Saturday, April 1, 2017

Making Effective Lesson Plans for ESL/EFL Teaching

Planning lies at the heart of good teaching. The success or failure of a lesson much depends upon good or bad planning. The class work today, no longer remains haphazard and ‘hit and fit’ job’: it is well-planned and psychologically organized. It bears the stamp of the teacher’s careful thought with details of the lesson.

What is Planning?

Planning means pre-viewing or thinking about a certain activity before it is taken up for execution. It involves careful thinking about the tools to be used for its successful completion. As far as language teaching is concerned, planning involves the teacher’s skill in the selection of the material, the techniques or method or approaches to be employed, the activities to be taken up, and in getting the pupils involved in the successful completion of the lesson. It is a complete preview of the difficulties likely to occur in the course of the lesson. A lesson plan is a statement of the objectives to be realized and the means by which they are to be attained, as a result of classroom activities. It sets up specific aims to be attained. It sets up the most economical procedures to attain them.

Importance of Planning

Planning ensures balance in language skills. Planning relates each lesson to what goes before and what follows. Planning economizes the teacher’s effort. Planning gives proper pace to teaching and learning. Planning ensures progress.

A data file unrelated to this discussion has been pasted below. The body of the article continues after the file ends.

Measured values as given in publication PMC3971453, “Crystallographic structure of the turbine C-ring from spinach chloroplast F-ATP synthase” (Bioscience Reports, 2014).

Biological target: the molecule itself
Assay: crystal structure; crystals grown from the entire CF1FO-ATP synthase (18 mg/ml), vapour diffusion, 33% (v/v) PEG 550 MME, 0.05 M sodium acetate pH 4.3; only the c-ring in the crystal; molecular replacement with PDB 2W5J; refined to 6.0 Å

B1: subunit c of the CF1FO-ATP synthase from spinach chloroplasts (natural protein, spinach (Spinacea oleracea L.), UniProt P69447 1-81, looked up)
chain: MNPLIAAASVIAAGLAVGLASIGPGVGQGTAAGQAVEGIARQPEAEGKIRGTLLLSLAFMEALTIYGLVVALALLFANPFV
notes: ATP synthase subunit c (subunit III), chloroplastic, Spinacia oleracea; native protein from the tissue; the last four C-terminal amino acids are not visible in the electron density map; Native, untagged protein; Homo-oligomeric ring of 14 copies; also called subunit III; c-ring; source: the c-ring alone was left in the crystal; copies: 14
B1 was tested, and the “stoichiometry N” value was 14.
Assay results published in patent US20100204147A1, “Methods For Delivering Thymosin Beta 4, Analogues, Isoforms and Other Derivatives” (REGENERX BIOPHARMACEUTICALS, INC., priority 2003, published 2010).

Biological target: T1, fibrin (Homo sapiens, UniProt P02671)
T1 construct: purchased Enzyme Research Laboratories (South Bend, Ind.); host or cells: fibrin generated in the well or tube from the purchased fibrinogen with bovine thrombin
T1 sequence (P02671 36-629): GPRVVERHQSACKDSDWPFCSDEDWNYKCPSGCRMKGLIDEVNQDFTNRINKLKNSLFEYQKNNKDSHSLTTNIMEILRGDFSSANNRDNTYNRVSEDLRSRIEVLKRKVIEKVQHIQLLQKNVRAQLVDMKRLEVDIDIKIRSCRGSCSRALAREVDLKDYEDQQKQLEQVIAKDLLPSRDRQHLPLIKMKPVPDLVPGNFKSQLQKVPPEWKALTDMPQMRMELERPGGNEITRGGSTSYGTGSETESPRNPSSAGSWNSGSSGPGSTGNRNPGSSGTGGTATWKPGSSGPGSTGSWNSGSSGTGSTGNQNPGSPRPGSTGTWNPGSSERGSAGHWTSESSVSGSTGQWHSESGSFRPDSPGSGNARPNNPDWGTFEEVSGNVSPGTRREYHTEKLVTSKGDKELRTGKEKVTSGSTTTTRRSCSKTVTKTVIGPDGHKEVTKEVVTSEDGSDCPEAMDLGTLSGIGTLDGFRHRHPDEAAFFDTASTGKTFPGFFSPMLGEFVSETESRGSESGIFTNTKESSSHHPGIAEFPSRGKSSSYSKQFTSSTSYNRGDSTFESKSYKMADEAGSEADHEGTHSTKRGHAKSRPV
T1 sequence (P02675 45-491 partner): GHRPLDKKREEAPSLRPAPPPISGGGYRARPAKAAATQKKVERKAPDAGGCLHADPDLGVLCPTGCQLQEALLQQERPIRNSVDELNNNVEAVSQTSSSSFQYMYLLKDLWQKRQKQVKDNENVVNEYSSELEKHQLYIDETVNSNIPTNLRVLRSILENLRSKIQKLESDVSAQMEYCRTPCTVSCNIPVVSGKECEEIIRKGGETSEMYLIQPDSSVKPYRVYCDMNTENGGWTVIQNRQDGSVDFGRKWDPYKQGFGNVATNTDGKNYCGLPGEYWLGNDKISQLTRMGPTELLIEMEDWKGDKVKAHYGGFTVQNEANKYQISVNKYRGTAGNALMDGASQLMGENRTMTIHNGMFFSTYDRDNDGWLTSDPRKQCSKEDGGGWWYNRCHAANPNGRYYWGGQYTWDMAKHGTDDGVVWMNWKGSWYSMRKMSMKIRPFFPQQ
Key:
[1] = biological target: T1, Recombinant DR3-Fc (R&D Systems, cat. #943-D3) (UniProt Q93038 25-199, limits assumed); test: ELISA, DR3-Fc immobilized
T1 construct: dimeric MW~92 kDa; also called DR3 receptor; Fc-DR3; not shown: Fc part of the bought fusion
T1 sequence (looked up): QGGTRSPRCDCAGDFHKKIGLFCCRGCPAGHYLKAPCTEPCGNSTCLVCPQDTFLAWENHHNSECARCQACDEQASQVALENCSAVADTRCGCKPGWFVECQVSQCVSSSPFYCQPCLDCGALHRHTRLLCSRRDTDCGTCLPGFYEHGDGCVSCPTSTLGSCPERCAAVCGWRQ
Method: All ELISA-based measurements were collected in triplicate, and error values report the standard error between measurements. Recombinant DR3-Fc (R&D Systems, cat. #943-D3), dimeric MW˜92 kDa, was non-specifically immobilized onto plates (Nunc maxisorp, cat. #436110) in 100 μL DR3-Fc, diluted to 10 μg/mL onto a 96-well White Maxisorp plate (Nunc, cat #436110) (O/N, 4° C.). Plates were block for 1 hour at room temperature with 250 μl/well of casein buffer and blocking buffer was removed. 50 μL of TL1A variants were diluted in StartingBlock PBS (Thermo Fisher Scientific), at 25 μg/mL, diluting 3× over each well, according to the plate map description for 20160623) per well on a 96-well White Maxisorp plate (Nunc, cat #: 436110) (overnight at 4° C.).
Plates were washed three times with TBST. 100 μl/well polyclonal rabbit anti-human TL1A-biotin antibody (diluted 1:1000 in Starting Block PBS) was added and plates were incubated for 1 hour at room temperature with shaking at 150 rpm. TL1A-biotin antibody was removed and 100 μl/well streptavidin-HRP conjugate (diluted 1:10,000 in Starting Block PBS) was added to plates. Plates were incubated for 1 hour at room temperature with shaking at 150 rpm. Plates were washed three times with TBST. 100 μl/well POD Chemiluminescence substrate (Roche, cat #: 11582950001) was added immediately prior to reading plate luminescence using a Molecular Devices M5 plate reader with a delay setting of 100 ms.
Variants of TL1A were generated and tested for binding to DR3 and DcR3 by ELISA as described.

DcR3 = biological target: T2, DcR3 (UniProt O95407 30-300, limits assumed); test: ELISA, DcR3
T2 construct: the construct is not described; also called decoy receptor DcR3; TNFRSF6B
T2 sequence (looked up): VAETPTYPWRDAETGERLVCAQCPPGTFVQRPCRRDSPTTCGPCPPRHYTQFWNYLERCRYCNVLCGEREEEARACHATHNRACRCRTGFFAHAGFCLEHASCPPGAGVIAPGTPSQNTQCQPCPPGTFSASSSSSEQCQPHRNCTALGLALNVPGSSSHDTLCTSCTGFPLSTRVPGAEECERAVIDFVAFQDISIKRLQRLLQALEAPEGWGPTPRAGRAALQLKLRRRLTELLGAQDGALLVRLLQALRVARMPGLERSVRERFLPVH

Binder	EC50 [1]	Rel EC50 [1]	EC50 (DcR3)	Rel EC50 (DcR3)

Structure or Stages of Single Day Lesson Plan

Pre-teaching planning involves—(i) preparing the whole plan (ii) collecting teaching aids. Planning during teaching involves— (i) arranging the aids in a sequence. (ii) plan for sampling pupils. (iii) plan of organising dialogue and drill. (iv) planning BB work. (v) planning writing work. (vi) planning class-room correction. (c)Post-teaching planning involves— (i) correction of written work. (ii) common mistakes (iii) recording progress of each pupils.

Characteristics of Lesson Plan

(i) It gives a precise statement of general and specific aims. (ii)   It mentions the requisite material (e.g. audio-visual aids) to be needed in the course of the lesson. (iii) It gives a precise account of the teacher’s activity, his procedure and method of handling the language material. This includes motivation devices, presentation, recapitulation, etc. (iv) It also gives an account of pupil’s activities and the desirable linguistic outcomes. (v) Main points can be seen at a glance, e.g. B.B. work, important sketches, substitution tables, etc. (vi) It makes a mention of the assignments or home-work to be given. (vii) Reference books, if consulted by the teacher during the course of planning the lesson, are noted in the plan. In a way, a good lesson plan ensures a balanced practice in each of the four language skills (listening, speaking, reading and writing). There is variety and some spice in the lesson and there is enough provision for revision. The lesson plan in use should be a two-way communication between the teacher and the class. But, to strike a word of caution, a certain plan should not become the plan. It should enable the teacher to toss aside or change it as he goes along, depending upon the mood of the class or some unexpected difficulty which might arise.

Reflective Teaching

Giving lessons is important, but no less important is lesson-observation. Observe lessons according to the following check-list: (a) Lesson Plan (b) Objectives (c) Introduction and Motivation (h) About the Teacher.

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Lily Oliver said...

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